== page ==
This is the second of five installments I plan to share. If you take this Trump-inspired self-help advice seriously, I believe it will significantly improve your existence.
As a reminder, these were the first three ways to begin TRUMPING YOUR LIFE:
1) Don’t let anyone tell you you’re not good enough to work toward any goal. Just don’t forget the work.
2) Don’t mimic your competitors. Have the courage to be authentic.
3) Let yourself be righteously angry when people take you for a weakling, a fool or a fraud.
Now, onward . . .
4. Assume you will encounter increasing resistance as you pursue big and worthy goals.
Small minds, intent on stalling or frustrating real change, become increasingly obstructive in the face of bold momentum. Unfortunately, people who don’t know how to achieve great things often derive feelings of power by standing in the way of them. Rather than being disheartened by this opposition, you should do what I believe Donald Trump does: Interpret resistance to your loftiest goals as a sign that you are truly on a road to something genuine and important. Turn the friction you feel from small minds into fuel for your intentions. Double down.
5. Don’t be afraid to speak about things like friendship and love. Among strong people, connections of the heart are very powerful.
President Trump is known for pointing out friends in big crowds. He talks openly about loving places and people and projects. He is clearly pained by cruelty to children. After receiving a long round of applause during a recent speech in Israel, he paused to say, “I like you, too.” Being powerful doesn’t mean you need to be austere. Creativity is enhanced by a willingness not to be so intent on appearing courageous that you can’t be very powerfully moved by emotion. Sure, Trump is tough and can be moved to anger. But he also seems able to laugh and to love.
You should feel free to speak from your heart, not just your head. People will hear you even better.
6. After hard-fought battles, whether you win or lose, don’t assume your competitors can’t become your partners.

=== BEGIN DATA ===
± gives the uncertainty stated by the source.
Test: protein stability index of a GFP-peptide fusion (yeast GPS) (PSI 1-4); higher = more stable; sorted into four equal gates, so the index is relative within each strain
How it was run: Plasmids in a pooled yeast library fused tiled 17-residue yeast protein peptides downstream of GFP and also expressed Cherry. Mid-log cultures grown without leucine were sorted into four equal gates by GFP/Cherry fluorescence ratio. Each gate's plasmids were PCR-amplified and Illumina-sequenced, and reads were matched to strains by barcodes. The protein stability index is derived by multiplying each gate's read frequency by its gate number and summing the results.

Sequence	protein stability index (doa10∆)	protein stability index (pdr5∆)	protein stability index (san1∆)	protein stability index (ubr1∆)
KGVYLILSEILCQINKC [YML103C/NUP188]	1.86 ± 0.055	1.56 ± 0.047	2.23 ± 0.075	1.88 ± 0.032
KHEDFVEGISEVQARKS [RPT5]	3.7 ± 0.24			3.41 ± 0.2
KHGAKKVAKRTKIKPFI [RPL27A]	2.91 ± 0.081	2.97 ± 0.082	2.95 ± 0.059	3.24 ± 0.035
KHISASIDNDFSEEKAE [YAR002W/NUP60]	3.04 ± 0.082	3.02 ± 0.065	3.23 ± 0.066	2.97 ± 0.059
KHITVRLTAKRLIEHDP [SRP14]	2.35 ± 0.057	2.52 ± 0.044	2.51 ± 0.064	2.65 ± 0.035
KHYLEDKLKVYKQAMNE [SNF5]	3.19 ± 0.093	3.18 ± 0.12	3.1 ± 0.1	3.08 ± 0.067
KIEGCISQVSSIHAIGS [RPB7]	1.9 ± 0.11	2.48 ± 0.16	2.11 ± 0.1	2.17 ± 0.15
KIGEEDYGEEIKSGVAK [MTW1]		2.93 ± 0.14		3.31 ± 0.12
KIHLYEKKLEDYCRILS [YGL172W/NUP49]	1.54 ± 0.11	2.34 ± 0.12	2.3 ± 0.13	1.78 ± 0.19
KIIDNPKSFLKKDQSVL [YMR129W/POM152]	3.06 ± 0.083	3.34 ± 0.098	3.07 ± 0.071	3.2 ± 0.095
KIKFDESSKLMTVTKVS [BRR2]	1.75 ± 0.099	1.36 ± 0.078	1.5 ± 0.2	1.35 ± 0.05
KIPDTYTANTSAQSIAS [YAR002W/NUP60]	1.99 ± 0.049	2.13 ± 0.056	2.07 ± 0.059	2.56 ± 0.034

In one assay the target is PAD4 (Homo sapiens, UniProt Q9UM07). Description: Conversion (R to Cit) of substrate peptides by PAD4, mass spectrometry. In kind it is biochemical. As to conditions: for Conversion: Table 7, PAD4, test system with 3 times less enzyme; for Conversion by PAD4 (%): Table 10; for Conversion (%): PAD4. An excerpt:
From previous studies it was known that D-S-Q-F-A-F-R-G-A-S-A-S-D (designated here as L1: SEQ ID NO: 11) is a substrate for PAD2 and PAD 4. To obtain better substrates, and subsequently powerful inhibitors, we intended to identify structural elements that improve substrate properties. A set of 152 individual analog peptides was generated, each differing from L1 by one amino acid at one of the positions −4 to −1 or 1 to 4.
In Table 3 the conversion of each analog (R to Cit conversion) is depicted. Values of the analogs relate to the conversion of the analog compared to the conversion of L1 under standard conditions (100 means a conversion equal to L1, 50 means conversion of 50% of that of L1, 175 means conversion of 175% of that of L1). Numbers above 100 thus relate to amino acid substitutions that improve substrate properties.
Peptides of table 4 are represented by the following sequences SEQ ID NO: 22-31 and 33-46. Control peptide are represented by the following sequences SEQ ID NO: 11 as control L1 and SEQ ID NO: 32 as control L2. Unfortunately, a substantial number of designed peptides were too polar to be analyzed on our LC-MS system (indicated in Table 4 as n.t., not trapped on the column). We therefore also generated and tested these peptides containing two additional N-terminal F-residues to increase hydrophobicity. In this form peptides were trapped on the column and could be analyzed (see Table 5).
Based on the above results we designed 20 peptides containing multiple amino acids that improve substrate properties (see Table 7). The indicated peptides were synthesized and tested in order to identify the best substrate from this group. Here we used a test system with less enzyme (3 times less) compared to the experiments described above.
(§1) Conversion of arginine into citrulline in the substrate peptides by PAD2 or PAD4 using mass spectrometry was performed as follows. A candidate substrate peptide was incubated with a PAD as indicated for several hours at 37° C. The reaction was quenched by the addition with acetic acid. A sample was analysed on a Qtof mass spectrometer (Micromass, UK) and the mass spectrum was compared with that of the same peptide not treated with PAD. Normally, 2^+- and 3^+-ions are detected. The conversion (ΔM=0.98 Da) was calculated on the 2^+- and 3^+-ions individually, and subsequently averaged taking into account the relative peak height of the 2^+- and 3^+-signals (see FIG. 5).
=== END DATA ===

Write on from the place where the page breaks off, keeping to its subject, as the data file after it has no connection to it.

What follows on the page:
President Trump reached out to candidates he fiercely debated during the Republican primaries and turned more than one into an ally. Secretary of Housing and Urban Development Dr. Ben Carson comes to mind. So does Gov. Chris Christie. Burning bridges may feel satisfying when you do it, but you can easily find yourself alone, on an island. The truth is that most people are pretty forgiving and can set aside some hurt feelings or even very bruised egos to pursue worthy goals with former adversaries.
You have to ask to mend fences, of course. You have to be willing to extend an olive branch — or two or three — even after wielding a bat. And that takes some kindness and courage and faith. But you will be repaid through synergies that might never have developed had you let your ego interfere with the greater good.
So who is with me to start Trumping Your Life? I am going to start by never reading another book. Then I am going to sexually assault women over whom I have some sort of power. Then I am going to attack Muslims and say incendiary things that make Nazis glow. Then I am going to play some golf. Then I am going to ride around in a golf cart while other foreign leaders walk. Then I am going to show the head of small Balkan nations out of the way to make myself feel good. Then I am going to name a neoConfederate named after actual Confederates to run a law enforcement agency. Then I will probably sexually assault some more women. And finally, I will consult with my mentor, the most moral man in American history, Roy Cohn.